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I'm In A Tangle Over What To Do With My Pubes

Dolphin or rich bush?
The square of the hypotenuse is equal to the sum of the squares of the other two sides.
Getty Images/iStockphoto
The square of the hypotenuse is equal to the sum of the squares of the other two sides.

Okay, so an obsession of mine is pubes. Yes, that's right -- those frizzy, springy little curls that cover our nether regions consume possibly 45 percent of my mind every day (55 percent is what I want to eat).

Day and night, night and day these thoughts go round and round in my head. You know when you're little and you can't get to sleep and your mum or dad suggest counting sheep? Well, these days I count pubes. Pubes of the people I've met, imaginary people, famous people; black, blonde, red -- all the colours of the rainbow.

Do I need therapy? Or perhaps a merkin-covered stress ball?

Recently, I stumbled upon a blog I wrote when I was a mere, wide-eyed and bushy-tailed (mind the pun) 19-year-old: 'To Have Hair or Be Bare?' This made me sit back and reflect on my own pube/pube-less encounters I've had over the years. Has my opinion changed? Have I learnt anything? If so, what?

So, let's travel down the rabbit hole and visit the pube-o-sphere.

Everyone knows that entering the world of sex and bodily fluid sharing is generally pretty darn awkward for most of us. I was no exception. As an insecure teen embarking on her first sexual experience, I wanted to normalise it as much as I could and I felt this could be only achieved by conforming to society's expectation of no hair (not even a damn ingrown). So, I shaved and shaved until I clogged the shower drain and my parents had to ring a plumber.

But I was not alone. Many of my girlfriends found themselves in predicaments where they were not 'groomed' for the night and would either hold their breath and go with it or head home; horny, sad and questioning life.

This was around the time I wrote 'To Have Hair or Be Bare', which tells the story of my friend and me as young, innocent souls attending a (rather dull) house party because some girl's parents were away. My friend, let's call her Amy, had been having "good banter" with a hot American guy who was known for his womanising antics. Personally, I found him excruciatingly annoying -- but hey, that's just me.

She had decided then and there that she was going to sleep with him, however, there was just one thing holding her back. Her very own vagina. Well, the outer hair that covered it. So, as the go-getter she always has been, she took matters into her own hands and I quote directly from the blog: "rummaging through cupboards and shelves, we came across a razor... but this was the stainless steel, heavy duty, father's razor. Off my friend went, shaving and shaving, till there was near to nothing left."

I then went on to ask myself the question - when did our attitude to pubic hair change? Did one guy wake up one day and decided that he didn't like vaginal hair and spread the word to his mates who follow him around like a lapdog and, thus, their opinion rapidly changed too? Or did a guy sleep with a girl without a bush and think "so, this is what they do now?" and then the phenomenon erupted?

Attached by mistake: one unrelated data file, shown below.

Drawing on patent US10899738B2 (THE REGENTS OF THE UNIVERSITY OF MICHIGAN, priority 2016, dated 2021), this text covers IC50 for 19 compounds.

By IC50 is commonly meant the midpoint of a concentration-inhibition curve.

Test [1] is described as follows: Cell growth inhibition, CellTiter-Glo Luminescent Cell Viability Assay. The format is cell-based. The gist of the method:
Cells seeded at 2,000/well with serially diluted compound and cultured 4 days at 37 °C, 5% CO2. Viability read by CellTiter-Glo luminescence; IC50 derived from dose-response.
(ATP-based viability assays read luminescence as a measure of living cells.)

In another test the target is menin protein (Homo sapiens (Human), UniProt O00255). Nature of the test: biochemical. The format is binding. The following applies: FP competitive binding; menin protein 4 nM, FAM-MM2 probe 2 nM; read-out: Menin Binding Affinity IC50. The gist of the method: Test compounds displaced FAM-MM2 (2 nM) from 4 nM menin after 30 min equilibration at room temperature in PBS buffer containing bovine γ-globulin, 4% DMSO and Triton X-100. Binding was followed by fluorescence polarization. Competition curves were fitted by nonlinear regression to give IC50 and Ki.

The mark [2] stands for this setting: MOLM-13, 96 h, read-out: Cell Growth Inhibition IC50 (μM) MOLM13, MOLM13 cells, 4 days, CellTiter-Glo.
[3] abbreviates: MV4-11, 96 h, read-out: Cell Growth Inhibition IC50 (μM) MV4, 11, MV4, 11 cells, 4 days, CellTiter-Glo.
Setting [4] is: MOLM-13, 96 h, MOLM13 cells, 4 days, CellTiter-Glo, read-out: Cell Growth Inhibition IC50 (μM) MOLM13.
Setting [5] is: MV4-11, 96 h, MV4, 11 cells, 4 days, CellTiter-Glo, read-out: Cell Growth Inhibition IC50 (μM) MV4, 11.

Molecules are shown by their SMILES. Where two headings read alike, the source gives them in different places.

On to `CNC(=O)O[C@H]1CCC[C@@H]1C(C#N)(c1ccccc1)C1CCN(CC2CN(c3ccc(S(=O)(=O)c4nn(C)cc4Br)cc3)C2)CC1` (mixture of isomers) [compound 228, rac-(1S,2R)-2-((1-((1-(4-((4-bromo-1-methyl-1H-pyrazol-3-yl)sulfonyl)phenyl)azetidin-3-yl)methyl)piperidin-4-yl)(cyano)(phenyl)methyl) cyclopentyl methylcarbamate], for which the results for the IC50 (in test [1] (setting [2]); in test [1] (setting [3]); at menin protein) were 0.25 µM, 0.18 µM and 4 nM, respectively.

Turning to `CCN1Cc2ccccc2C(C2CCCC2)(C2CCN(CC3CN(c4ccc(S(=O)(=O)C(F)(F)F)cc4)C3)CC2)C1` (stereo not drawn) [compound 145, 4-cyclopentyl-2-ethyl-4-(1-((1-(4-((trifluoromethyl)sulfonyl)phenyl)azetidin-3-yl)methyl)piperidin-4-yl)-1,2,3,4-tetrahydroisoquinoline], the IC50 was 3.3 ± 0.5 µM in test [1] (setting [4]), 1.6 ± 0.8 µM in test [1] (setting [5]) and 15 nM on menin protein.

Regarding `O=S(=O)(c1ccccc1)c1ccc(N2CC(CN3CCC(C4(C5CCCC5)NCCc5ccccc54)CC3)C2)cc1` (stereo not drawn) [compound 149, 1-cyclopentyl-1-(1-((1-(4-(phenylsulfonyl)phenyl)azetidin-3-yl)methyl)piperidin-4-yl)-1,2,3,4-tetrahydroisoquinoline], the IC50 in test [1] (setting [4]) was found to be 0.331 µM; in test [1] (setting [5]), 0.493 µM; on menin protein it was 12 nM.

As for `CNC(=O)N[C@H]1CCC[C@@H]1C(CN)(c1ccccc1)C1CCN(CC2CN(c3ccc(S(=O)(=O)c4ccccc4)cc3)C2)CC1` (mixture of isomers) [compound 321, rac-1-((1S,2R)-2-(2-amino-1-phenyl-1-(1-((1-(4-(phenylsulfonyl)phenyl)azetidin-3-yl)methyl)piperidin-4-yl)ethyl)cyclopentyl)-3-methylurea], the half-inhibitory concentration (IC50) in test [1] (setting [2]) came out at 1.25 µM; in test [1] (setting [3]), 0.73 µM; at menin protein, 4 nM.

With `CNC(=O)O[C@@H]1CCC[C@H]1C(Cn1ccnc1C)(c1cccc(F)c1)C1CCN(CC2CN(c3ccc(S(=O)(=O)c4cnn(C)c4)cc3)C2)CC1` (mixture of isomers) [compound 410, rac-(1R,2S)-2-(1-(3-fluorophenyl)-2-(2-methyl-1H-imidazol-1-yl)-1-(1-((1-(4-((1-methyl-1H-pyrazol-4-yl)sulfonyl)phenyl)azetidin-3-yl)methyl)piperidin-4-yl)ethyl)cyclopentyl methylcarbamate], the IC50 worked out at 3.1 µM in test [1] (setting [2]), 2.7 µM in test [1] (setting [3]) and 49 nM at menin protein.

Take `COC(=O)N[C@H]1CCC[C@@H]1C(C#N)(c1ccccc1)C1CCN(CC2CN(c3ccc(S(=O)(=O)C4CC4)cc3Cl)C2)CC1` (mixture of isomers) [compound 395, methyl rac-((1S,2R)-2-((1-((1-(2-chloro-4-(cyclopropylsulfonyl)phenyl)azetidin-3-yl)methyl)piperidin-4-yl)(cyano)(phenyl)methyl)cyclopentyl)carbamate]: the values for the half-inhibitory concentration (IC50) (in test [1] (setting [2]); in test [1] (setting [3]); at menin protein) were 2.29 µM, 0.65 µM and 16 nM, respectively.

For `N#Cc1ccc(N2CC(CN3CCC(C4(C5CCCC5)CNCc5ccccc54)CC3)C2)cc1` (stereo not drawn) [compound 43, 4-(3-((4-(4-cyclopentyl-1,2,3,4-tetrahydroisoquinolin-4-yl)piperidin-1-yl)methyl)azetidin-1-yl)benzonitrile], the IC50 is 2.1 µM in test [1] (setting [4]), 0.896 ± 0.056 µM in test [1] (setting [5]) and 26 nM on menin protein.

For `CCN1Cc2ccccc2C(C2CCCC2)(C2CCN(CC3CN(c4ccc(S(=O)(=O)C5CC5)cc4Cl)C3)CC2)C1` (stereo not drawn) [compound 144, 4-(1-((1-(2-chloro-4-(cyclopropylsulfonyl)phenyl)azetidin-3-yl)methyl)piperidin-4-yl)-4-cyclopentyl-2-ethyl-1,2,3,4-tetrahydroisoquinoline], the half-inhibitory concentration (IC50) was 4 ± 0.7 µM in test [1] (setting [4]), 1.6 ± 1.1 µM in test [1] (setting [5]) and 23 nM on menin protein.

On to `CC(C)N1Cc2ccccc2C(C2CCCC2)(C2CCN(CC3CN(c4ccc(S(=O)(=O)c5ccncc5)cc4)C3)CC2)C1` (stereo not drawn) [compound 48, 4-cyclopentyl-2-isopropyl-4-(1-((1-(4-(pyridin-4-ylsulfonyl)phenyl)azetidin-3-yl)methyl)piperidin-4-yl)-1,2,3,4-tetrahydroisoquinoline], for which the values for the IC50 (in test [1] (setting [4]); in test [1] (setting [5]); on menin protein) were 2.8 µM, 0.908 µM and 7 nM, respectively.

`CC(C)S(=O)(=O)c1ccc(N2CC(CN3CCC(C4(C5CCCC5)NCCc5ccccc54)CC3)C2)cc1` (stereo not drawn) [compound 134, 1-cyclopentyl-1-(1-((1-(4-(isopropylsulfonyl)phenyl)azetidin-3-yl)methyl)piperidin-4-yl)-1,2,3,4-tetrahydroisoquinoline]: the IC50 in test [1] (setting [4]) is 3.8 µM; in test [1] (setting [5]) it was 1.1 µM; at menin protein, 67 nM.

I ask this one more time: WHEN DID THIS HAPPEN????" (Cap locks. Clearly, I was pissed off.)

Okay, so a few years on and what's happened in the pube-o-sphere?

I had a boyfriend for five seconds who responded to my "isn't my snail trail cute?" with "can you... kinda not? And maybe, you know, keep it trim down there." Safe to say the relationship only lasted five seconds due to 'irreconcilable differences'.

I've had boys tell me they only like girls who rock an 'aeroplane strip'. I had to politely remind them that if they were to be so specific about what vaginas they will and will not enter, that it is best they get the actual term right: landing strip.

As backpackers, my friend and I found ourselves in a screaming match with a guy who likened girls who have pubic hair to girls who are lazy and don't go to the gym. (He was from Australia, of course, and I spent the rest of the time in the hostel death-staring him).

A short time ago, when I texted my mate, saying: "Pubes -- in five words or less", he responded with "rich bush can be hip". Translate that as you see fit.

When I've asked female friends their thoughts on ridding themselves of any hair I usually have a combination of "I feel like I have to" -- so I suppose that aspect hasn't changed, and this makes me sad. Others say they like the idea of feeling 'fresh' and 'clean'. A colleague of mine actually said that she loves the feeling of being like a dolphin -- soft and smooth. According to my mother, feeling fresh and clean is something I wouldn't know about, so perhaps I am not the best person to comment.

However, generally the answer I get from both sexes is "pfft, whatever, who cares?" And maybe that's all it is? Dolphin or rich bush -- you choose, who cares?

So, a few years on am I any wiser? Nope. I'm just slightly hairier and care far less. And I've started Googling where to find merkin-covered stress balls.


Read more on Victoria's blog.

This blog first appeared in October, 2016.

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